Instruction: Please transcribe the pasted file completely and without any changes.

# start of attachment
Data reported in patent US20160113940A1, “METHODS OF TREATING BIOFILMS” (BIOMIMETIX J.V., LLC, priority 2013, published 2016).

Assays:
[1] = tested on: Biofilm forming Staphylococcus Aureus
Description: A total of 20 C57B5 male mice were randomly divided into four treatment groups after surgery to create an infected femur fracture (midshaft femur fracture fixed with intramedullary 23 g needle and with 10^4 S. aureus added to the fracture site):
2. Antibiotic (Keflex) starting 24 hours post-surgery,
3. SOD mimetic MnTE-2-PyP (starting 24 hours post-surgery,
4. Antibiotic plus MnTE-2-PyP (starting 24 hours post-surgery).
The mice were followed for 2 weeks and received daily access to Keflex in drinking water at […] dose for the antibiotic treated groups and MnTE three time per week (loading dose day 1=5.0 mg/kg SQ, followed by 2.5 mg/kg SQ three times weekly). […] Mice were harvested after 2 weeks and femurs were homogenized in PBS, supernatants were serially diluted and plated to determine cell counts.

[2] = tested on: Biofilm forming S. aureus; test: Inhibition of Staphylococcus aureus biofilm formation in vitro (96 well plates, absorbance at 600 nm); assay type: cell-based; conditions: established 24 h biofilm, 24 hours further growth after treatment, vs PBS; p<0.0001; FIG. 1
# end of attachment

Data reported in patent US20160113940A1, “METHODS OF TREATING BIOFILMS” (BIOMIMETIX J.V., LLC, priority 2013, published 2016).

Assays:
[1] = tested on: Biofilm forming Staphylococcus Aureus
Description: A total of 20 C57B5 male mice were randomly divided into four treatment groups after surgery to create an infected femur fracture (midshaft femur fracture fixed with intramedullary 23 g needle and with 10^4 S. aureus added to the fracture site):
2. Antibiotic (Keflex) starting 24 hours post-surgery,
3. SOD mimetic MnTE-2-PyP (starting 24 hours post-surgery,
4. Antibiotic plus MnTE-2-PyP (starting 24 hours post-surgery).
The mice were followed for 2 weeks and received daily access to Keflex in drinking water at […] dose for the antibiotic treated groups and MnTE three time per week (loading dose day 1=5.0 mg/kg SQ, followed by 2.5 mg/kg SQ three times weekly). […] Mice were harvested after 2 weeks and femurs were homogenized in PBS, supernatants were serially diluted and plated to determine cell counts.

[2] = tested on: Biofilm forming S. aureus; test: Inhibition of Staphylococcus aureus biofilm formation in vitro (96 well plates, absorbance at 600 nm); assay type: cell-based; conditions: established 24 h biofilm, 24 hours further growth after treatment, vs PBS; p<0.0001; FIG. 1